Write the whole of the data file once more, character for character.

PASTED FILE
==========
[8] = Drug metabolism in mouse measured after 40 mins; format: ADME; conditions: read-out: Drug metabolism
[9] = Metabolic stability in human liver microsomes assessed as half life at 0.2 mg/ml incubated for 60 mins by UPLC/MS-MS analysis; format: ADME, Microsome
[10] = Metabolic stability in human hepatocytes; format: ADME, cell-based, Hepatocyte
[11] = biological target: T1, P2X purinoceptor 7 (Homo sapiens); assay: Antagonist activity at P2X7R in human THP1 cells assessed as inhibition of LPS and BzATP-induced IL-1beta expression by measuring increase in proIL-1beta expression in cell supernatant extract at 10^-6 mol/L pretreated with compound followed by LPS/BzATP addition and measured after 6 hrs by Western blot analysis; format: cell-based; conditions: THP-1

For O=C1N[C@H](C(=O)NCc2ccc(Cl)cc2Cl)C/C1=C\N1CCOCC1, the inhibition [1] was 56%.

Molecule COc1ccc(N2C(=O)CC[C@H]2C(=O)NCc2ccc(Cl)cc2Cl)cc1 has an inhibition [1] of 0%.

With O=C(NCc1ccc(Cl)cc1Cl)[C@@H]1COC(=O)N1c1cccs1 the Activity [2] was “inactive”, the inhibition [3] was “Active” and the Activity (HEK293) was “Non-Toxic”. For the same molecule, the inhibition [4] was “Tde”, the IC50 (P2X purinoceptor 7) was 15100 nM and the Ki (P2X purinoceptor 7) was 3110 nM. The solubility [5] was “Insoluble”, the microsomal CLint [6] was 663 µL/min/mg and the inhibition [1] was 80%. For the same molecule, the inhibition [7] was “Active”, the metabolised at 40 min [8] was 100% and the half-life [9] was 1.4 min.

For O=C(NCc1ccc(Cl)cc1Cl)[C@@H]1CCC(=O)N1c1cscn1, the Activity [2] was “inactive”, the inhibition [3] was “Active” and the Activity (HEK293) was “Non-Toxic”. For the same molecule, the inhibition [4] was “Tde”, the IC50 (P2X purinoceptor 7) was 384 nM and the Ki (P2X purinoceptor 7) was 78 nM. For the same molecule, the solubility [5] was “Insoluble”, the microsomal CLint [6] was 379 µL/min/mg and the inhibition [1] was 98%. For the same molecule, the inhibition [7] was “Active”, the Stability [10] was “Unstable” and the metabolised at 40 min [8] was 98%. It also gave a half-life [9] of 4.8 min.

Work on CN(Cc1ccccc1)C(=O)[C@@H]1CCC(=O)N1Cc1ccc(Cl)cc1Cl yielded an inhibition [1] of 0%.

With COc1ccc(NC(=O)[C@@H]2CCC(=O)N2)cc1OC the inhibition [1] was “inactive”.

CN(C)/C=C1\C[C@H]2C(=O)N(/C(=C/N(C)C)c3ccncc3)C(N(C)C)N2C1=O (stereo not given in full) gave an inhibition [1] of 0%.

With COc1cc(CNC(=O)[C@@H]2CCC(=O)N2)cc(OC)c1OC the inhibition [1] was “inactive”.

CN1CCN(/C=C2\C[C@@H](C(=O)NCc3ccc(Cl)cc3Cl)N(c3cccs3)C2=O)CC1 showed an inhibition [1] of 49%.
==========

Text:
[8] = Drug metabolism in mouse measured after 40 mins; format: ADME; conditions: read-out: Drug metabolism
[9] = Metabolic stability in human liver microsomes assessed as half life at 0.2 mg/ml incubated for 60 mins by UPLC/MS-MS analysis; format: ADME, Microsome
[10] = Metabolic stability in human hepatocytes; format: ADME, cell-based, Hepatocyte
[11] = biological target: T1, P2X purinoceptor 7 (Homo sapiens); assay: Antagonist activity at P2X7R in human THP1 cells assessed as inhibition of LPS and BzATP-induced IL-1beta expression by measuring increase in proIL-1beta expression in cell supernatant extract at 10^-6 mol/L pretreated with compound followed by LPS/BzATP addition and measured after 6 hrs by Western blot analysis; format: cell-based; conditions: THP-1

For O=C1N[C@H](C(=O)NCc2ccc(Cl)cc2Cl)C/C1=C\N1CCOCC1, the inhibition [1] was 56%.

Molecule COc1ccc(N2C(=O)CC[C@H]2C(=O)NCc2ccc(Cl)cc2Cl)cc1 has an inhibition [1] of 0%.

With O=C(NCc1ccc(Cl)cc1Cl)[C@@H]1COC(=O)N1c1cccs1 the Activity [2] was “inactive”, the inhibition [3] was “Active” and the Activity (HEK293) was “Non-Toxic”. For the same molecule, the inhibition [4] was “Tde”, the IC50 (P2X purinoceptor 7) was 15100 nM and the Ki (P2X purinoceptor 7) was 3110 nM. The solubility [5] was “Insoluble”, the microsomal CLint [6] was 663 µL/min/mg and the inhibition [1] was 80%. For the same molecule, the inhibition [7] was “Active”, the metabolised at 40 min [8] was 100% and the half-life [9] was 1.4 min.

For O=C(NCc1ccc(Cl)cc1Cl)[C@@H]1CCC(=O)N1c1cscn1, the Activity [2] was “inactive”, the inhibition [3] was “Active” and the Activity (HEK293) was “Non-Toxic”. For the same molecule, the inhibition [4] was “Tde”, the IC50 (P2X purinoceptor 7) was 384 nM and the Ki (P2X purinoceptor 7) was 78 nM. For the same molecule, the solubility [5] was “Insoluble”, the microsomal CLint [6] was 379 µL/min/mg and the inhibition [1] was 98%. For the same molecule, the inhibition [7] was “Active”, the Stability [10] was “Unstable” and the metabolised at 40 min [8] was 98%. It also gave a half-life [9] of 4.8 min.

Work on CN(Cc1ccccc1)C(=O)[C@@H]1CCC(=O)N1Cc1ccc(Cl)cc1Cl yielded an inhibition [1] of 0%.

With COc1ccc(NC(=O)[C@@H]2CCC(=O)N2)cc1OC the inhibition [1] was “inactive”.

CN(C)/C=C1\C[C@H]2C(=O)N(/C(=C/N(C)C)c3ccncc3)C(N(C)C)N2C1=O (stereo not given in full) gave an inhibition [1] of 0%.

With COc1cc(CNC(=O)[C@@H]2CCC(=O)N2)cc(OC)c1OC the inhibition [1] was “inactive”.

CN1CCN(/C=C2\C[C@@H](C(=O)NCc3ccc(Cl)cc3Cl)N(c3cccs3)C2=O)CC1 showed an inhibition [1] of 49%.